Today's Playing Catch-Up, a weekly column that dares to speak to notable video game industry figures about their celebrated pasts and promising futures, speaks to the creators of Lucasfilm Games’ 1986 groundbreaking online Commodore 64 game/virtual world Habitat, Randy Farmer and Chip Morningstar. [Those unfamiliar with the historically important Habitat can read select portions of 'The Lessons of Lucasfilm's Habitat' before proceeding further with this column.] Farmer began working with computers in 1974, while at school in Michigan. “I was lucky enough to live in a school district in Michigan that had a single 110-baud teletype in the Jr. High math department that rotated around the classrooms,” he says, adding that he can “still smell the warm machine oil and acrid yellow paper tape”. “A friend of mine showed me a cool Star Trek game named STTR1 [created by Mike Mayfield in 1971/1972] and said that you could actually make your own games for it,” he continues. “I found a HP 2000c programmers reference manual in the teacher’s closet and I was hooked. I formed the first computer club for the district and we spent as many days as possible after school at that teletype, and any other terminals they would let us access.” COMUNI-cation By the time Farmer had begun high school in 1976, he had started writing his own games, after “initially wanting to duplicate the STTR1 game”, though he quickly became interested in the possibilities of communications tools as well. “Terminals got faster and more accessible,” he says. “I started building multi-user communications tools.” The result was COMUNI, one of the first computer Bulletin Boards with built-in chat, if not the first. Farmer applied the same multi-user principles to a co-authored Star Trek game later in the year named SPB, which he describes as “an all-text three-dimensional combat simulator”. “I definitely saw the future of computing as being social,” he says. “People interacting with people was way more interesting than game AI. Along the way I learned that projects that I co-authored were far superior to those produced by a single programmer.” The Corner PDP Morningstar’s beginnings with computers happened slightly later, when, during his first college summer break in 1977, he started working at the University of Michigan Space Physics Research Laboratory. “I went there because I wanted to work on space stuff, he notes. “Which I’m still into, by the way. I was basically just a gopher for the engineers – hey, I was a 17 year old kid who didn’t know anything. Since I wasn’t a full-time staff member, I got stuffed wherever they had some free office space.” That office space, adds Morningstar “turned out to be in a back corner” where the university kept a PDP-11, a 16-bit microcomputer introduced in 1970 from Digital Equipment Corporation which the research laboratory wasn’t “quite ready to use yet” “So there I was without a lot to do, in a room alone with a PDP-11 and its manuals,” muses Morningstar. “At the end of the summer I changed my major from Aerospace to Computer Engineering.” “The first major piece of programming that I did on my own, aside from school or work projects” he continues. “Was a really, really bad D&D-style game written in FOCAL for the PDP-11.” Morningstar’s own interest in multi-user technology was awakened from his efforts with AI on that game, something that he comments “lead directly to one of the key ideas in Habitat, which was that the actual behavior of actual human beings was much richer, more interesting, and more unpredictable than anything we could program.” “One of the premises of Habitat was: don’t bother writing AIs, just let real people interact,” he says. Xanadu And Macross Following his time at the university, Morningstar began working as an independent computer consultant for law firms and accounts – he notes that his “principal advice was ‘don't buy anything from IBM’” at the time. During this time, from 1981 to 1984, he also began working with XOC, Inc., as an Executive Vice President, where he helped develop and market the Xanadu Hypertext System – the first hypertext project. While the project proved unsuccessful, Morningstar remarks that his involvement did have an effect on his later work on Habitat. “My experience with Xanadu had quite a lot of influence,” he says. “Not so much in terms of direct technical or conceptual input, but by steeping me in a culture of extreme technical audacity, where people knew a lot of esoteric stuff and weren’t afraid to use it in the service of very aggressive goals.” Morningstar moved from XOC to the fledgling Lucasfilm Games, where he was “the group toolsmith, among other things”. “I wrote the programming tools, such as Macross,” he adds. “The universe’s second most powerful 6502 macro assembler - long story - that were used for essentially every 6502-based title we did. I had bits and pieces in other games – I recall that I did some monster AI for The Eidolon, for example.” Habitat For Humanity Morningstar later began designing Habitat, a multi-user graphical, virtual world. The world was modeled as a 2D animated display, allowing players to use avatars to interact with one another, as well as the environment itself. Habitat’s world was comprised of around 20,000 “regions” – screens that connected to up to 4 other regions through doors or passages. Players could take part in various activities, like treasure hunting, writing, listening to lectures or even law drafting, but the emphasis was always on the social aspects of the world. The game would eventually be playable through QuantumLink, an online division of Quantum Computer Services, now AOL, but the legal and financial state of the game needed to be decided first. “The Habitat project was in a sort of pre-production limbo state for about six months while we waited for the lawyers and finance people to put the deal together. I spent the time working on design and specification,” says Morningstar. “A huge challenge was just communicating to people what it was,” he continues. “It was so different from anything anybody was familiar with that folks just didn’t have the vocabulary. I frequently found myself locking horns with Steve Case, who was then the head marketing guy at QuantumLink. He was stuck with the challenge of selling this thing to an audience that had never seen anything like it before. He was afraid that they’d be put off by anything that was too strange, whereas I was confident that people would get it once they experienced it.” Meanwhile, Farmer had also begun working at Lucasfilm Games as a contractor on an Apple II port of the game Koronis Rift. He was just finishing the project, when good news came in for the Habitat team. “All of a sudden,” says Morningstar. “We got the go ahead, and I had to staff the project. My boss, Steve Arnold, pointed me at this guy, Randy Farmer, who was a contractor just finishing up doing an Apple II port of one of our games. He’d done a really good job and when I talked to him he seemed to have a natural affinity for the project, so I hired him, after about, I think, 10 minutes consideration. My best management decision ever.” Also involved on the project were Ron Gilbert, Charlie Kelner, and Noah Falstein who provided programming and design support, Gary Winnick and Ken Macklin as artists, and Chris Grigg, who worked on the title’s sound. Morningstar and Farmer also credit George Lucas, who they have previously noted “gave us the freedom to undertake a project that for all he knew was both impossible and insane”. Lessons Learned Habitat, for all its success, was also a learning experience for everyone involved; something Morningstar and Farmer have been happy to talk about over the past 20 years. The most notable example of this is the duo’s paper, The Lessons of Lucasfilm's Habitat, which was first presented at The First International Conference on Cyberspace in May of 1990, and which Farmer proudly notes is “now cited in over 50 books”. “We didn’t have a clue,” admits Morningstar. “What we had was supreme confidence that we were onto something that was interesting and compelling. We were wrong about a lot of stuff but we were right about that. Being right about that made up for a lot of our other mistakes, which are legion.” “We didn’t know what we were doing,” adds Farmer. “We definitely got some things wrong. Way wrong. Fortunately, people were really interested in hearing the Lessons of Habitat” “The limitations of the platform made this project technically the most challenging that I’ve ever worked on,” he continues. “But those problems pale in comparison to the issues that arose during the multi-year extended beta test. Being the first virtual world meant that we encountered entire new classes of “bugs”, since users could now have a direct effect on other game player’s experience from day to day. Users could now lie, cheat, and steal as well as help, give gifts and trade.” Morningstar agrees, noting that the answer to the problem was simply to take into account the effect that users would have on their world – though the actual job of working out what that effect would be was far from simple. “One lesson that we’ve carried with us, to essentially every project we’ve worked on since, is that when you are dealing with a large social system, you should count on an entire extra stage of testing beyond what the typical software product rollout plan would call for. This stage is for sociological testing, where you debug the behavioral norms, incentive strategies, reputation systems, and other social elements.” “This stage really can’t be bypassed,” he adds. “Some products try to skip it, but just end up suffering through the inevitable shakedown after they are released, inflicting the pains of immaturity on their paying customers.” The Problem With Pipes The Habitat team also faced another problem in terms of bandwidth, which Farmer and Morningstar described as a “scarce resource” in The Lesson’s of Lucasfilm’s Habitat. “The original Habitat ran on 300-baud modems – that’s about 30 characters a second – the disk held about 100,000 bytes, and the C64 had less than 40,000 bytes of RAM,” notes Farmer. “I still can’t believe we pulled it off.” “Bandwidth was tricky then,” agrees Morningstar. “And it’s still tricky. The constraints are somewhat different now; today we are more challenged by latency – the pipes keep getting fatter but they aren’t getting any shorter. But keep in mind that “scarce” is not necessarily the same as “in short supply”. It just means that you want more than you can have. That’s as true today as it was back then; as, I recall, we predicted it would be.” “The key strategy we used then, and one that is still ferociously effective today, is to conceive of things - like communications protocols - in behavior space rather in presentation space,” he continues. “It usually requires far fewer bytes to describe an action than to describe the way an action made the appearance of the world change. This is why, for example, I think Ajax is revolutionizing distributed applications on the Web.” However, the most prescient lesson noted by the duo was that “a multi-user environment is central to the idea of cyberspace” – something both Morningstar and Farmer think has proven itself especially true over the past 16 years. “We’ve said a lot about the various things we’ve learned, some of which have stood the test of time better than others,” says Morningstar. “But this one we hit out of the park.” “This lesson is something we definitely nailed years before the Web came along,” agrees Farmer. “It just took the Web a little while to shift from static pages (brochure-ware) to community centric sites like Flickr, YouTube and MySpace.” Habitat Lives On Habitat’s pilot run lasted from 1986 until 1988, during which time both Morningstar and Farmer continued to work at Lucasfilm in various capacities. “I also did the first compiler for SCUMM, the scripting engine that Ron Gilbert designed for Maniac Mansion that was then used in numerous Lucasfilm and LucasArts graphic adventure titles,” says Morningstar. “I also named a lot of things – I’m the one to blame for the name SCUMM (Script Creation Utility for Maniac Mansion) and guess I can claim credit for Maniac Mansion and PHM Pegasus - the titles, not the games.” “I made various technical, design, and story contributions to several other games including Maniac Mansion, PHM Pegasus, Secret of Monkey Island, Zak McKracken and the Alien Mindbenders, and others that were never credited, completed and/or published,” says Farmer. “But honestly, I spent the bulk of my three years at Lucasfilm in crunch mode on Habitat.” After leaving the company in 1988, Morningstar and Farmer continued to act as consultants in regards to Habitat, which was retooled and released as Club Caribe in 1989, and later in Japan as Fujitsu Habitat in 1990. In 1995, CompuServe’s WorldsAway also used the Habitat technology – and was again overseen by Farmer and Morningstar - though this was ironically shelved when the company became part of AOL. More recently, Habitat’s technology has lived on as VZones. The State During the late 80s and 90s, Morningstar and Farmer continued to work together, firstly at American Information Exchange Corporation, where they set up the “world's first (pre-Internet) online information marketplace”, as well as the “world's first email-based consulting system”. Following their work with WorldsAway, the duo founded Communities.com along with Douglas Crockford, another Lucasfilm stalwart. While the company’s aims were secure – to build what Morningstar describes as a “highly secure, distributed, extensible object system to support commerce and virtual world applications” - the management brought in twisted the vision, and, in 2001, bankrupted the company in the process. Morningstar notes that this was due to the CEO “trying to create a media portal” – the end result was not marketable, in any case. The full story is recorded here by an anonymous message board poster. Morningstar moved on to work with State Software, where he helped develop the State Application Framework, “a platform for delivering stateful [sic], real-time, interactive, single- and multi-user applications over the web”, and Avistar Communications, where he developed “a high-end desktop video conferencing and telecommunications system”. Farmer went to work with 3DO, where he attempted to implement The Metaverse Project, a patent dealing with digital trading that was “determined to be unimplementable [sic] as described in the patent”, and was later cancelled, due to the company’s financial state. From there, he went to State Software, where he also worked on the State Application Framework, before working briefly with Maxis as Live Producer for The Sims Online, and with Linden Labs as Community Design Consultant on Second Life. It Takes A Community Nowadays, both Morningstar and Farmer work at Yahoo!, developing online communities. “We’re making Yahoo! the best place for community on the web,” says Farmer. “I know it’ll take a few more years for us to accomplish this. After that… who knows?” “One of the things we learned that we’ve been preaching for years,” he adds. “Which companies like Blizzard have, I think, only learned themselves through their own experience, is that this business is really about operations, support, and content distribution, and not so much about software development or technology. One of the things that’s great about Yahoo! is that they know this in their bones.” “There’s no doubt that multiplayer games such as World of Warcraft and virtual worlds like Second Life are, and always have been, a form of social media but with a clearer revenue model,” notes Morningstar. “I think that Flickr has demonstrated that you can apply the lessons from gaming to build a wonderful and profitable non-game experience.” Most impressively, in 2001, the duo was recognised for their pioneering work on Habitat when they became the recipients of the First Penguin Award at the Game Developers Choice Awards, which was “created to honor those willing to take a risk and dive into uncharted waters”. “We got the very first of those awards,” enthuses Farmer. “It was amazing to receive it, especially now that I see the caliber of the other recipients. It represented something very special to me – recognition by my peers that all those hours pioneering online communities was worth all the commitment. It was definitely a culminating moment for me. A real treat was to have one of the original SPB players was in attendance at the award event.” “It was awesome,” agrees Morningstar. “On a personal level, it’s deeply gratifying to have this major thing in my career acknowledged by my peers. On a professional level, it means that I have external validation I can point to when I talk to others about my accomplishments.” But perhaps the most interesting element of Morningstar and Farmer’s story is not the ground-breaking online work, or the companies that have employed them – successful or otherwise. Rather, it’s the working relationship, and the friendship, that the two have sustained. “Randy and I have both incredibly complementary skill sets and incredibly similar ideas of what the right things to do are,” says Morningstar. “Randy is strong on the technical side but awesome on the community side, while I’m strong on the community side and at least like to imagine that I’m reasonably awesome on the technical side. The times when I’ve been working in organizations without Randy have been like having a piece of my brain amputated.” “It turns out that a lot of what I know is actually stored inside his head, and vice versa,” he continues. “We tend to read each others’ minds in ways that people around us find disquieting, which is of course enormously entertaining. Speaking for myself, I find it great to hang out with someone who not only provides gratifying reinforcement of my prejudices but also points out whenever I do something stupid. You can’t beat that.” “Honestly, we have a similar vision of the future,” agrees Farmer. “‘It’s the people, stupid’ is the shortest possible summary. We’ve worked together most of the last 20 years, sometimes with me as the nominal boss and sometimes it was him, but always working together as a team that provides complementary technical and inter-personal skills. In short 1 + 1 > 2 in our case – who wouldn’t want that?” “The Chip’n’Randy Plan For Global Domination proceeds apace,” adds Morningstar.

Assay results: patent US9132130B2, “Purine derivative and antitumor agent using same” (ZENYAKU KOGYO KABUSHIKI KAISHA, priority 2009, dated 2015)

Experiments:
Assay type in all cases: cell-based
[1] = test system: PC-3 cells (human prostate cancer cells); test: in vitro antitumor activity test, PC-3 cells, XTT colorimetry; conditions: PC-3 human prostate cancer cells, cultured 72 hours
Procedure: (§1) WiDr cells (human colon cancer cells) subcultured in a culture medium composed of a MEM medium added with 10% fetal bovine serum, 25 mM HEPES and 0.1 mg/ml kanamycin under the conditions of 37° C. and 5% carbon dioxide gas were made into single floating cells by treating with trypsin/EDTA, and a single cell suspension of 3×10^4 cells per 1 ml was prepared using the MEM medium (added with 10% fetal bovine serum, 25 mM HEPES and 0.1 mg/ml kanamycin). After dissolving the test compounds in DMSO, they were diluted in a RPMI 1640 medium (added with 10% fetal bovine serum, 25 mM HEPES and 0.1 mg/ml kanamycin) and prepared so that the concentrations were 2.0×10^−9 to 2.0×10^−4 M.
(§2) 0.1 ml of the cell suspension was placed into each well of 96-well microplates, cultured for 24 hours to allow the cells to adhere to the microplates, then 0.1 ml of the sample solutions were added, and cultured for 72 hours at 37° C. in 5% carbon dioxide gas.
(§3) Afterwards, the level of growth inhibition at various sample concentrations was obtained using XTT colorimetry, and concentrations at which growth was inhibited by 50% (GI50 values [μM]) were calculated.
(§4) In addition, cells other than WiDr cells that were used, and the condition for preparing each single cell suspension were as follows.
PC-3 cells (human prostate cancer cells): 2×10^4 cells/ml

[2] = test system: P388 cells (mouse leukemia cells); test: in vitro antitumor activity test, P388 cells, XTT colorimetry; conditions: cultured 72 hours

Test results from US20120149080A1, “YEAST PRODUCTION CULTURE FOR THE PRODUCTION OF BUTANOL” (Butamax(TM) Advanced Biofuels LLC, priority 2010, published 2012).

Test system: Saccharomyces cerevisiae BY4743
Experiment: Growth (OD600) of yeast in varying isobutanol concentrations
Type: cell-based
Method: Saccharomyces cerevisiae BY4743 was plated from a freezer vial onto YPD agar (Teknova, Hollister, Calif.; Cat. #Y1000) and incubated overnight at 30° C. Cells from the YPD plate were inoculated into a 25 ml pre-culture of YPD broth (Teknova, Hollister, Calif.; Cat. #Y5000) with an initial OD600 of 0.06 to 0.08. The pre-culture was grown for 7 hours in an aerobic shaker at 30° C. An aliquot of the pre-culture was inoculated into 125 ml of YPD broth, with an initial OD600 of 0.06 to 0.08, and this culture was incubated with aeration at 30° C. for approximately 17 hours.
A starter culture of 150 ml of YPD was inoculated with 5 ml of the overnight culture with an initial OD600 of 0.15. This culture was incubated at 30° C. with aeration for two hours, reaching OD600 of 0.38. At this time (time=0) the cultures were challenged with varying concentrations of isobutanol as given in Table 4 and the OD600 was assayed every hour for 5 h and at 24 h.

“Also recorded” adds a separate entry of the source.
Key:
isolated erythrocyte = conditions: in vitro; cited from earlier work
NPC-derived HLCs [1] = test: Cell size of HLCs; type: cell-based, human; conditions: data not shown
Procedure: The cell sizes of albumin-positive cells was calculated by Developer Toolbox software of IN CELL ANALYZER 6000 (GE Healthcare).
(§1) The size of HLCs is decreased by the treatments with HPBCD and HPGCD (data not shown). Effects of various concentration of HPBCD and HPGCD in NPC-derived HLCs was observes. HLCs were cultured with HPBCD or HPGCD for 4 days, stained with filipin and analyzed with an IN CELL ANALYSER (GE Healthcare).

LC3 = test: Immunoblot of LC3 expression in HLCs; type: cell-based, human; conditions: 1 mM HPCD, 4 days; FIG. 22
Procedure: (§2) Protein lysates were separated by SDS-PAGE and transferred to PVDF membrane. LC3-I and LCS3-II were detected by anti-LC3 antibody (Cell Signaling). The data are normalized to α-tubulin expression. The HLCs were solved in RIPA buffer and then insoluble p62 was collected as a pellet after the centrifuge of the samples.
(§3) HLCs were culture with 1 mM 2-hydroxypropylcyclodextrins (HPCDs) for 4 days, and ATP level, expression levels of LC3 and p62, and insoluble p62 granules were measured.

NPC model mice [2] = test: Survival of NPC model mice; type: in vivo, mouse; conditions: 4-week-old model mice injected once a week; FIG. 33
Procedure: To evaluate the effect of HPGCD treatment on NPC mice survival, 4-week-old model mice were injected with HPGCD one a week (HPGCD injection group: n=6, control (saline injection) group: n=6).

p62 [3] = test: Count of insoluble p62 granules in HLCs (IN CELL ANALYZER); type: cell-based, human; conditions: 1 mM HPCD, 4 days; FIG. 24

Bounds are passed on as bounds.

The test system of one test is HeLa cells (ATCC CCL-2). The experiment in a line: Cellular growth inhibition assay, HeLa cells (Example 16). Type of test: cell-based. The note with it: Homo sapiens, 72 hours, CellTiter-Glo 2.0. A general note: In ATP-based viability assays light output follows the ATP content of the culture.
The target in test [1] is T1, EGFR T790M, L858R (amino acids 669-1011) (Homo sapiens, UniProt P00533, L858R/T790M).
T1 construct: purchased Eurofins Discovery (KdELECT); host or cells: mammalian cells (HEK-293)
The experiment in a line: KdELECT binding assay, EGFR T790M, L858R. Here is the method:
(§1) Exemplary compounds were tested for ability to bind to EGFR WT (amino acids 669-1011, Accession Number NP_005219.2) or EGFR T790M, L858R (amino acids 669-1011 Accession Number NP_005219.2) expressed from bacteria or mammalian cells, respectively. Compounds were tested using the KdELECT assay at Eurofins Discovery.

About the Author(s)

Alistair Wallis


Alistair Wallis is an Australian based freelance journalist, and games industry enthusiast. He is a regular contributor to Gamasutra.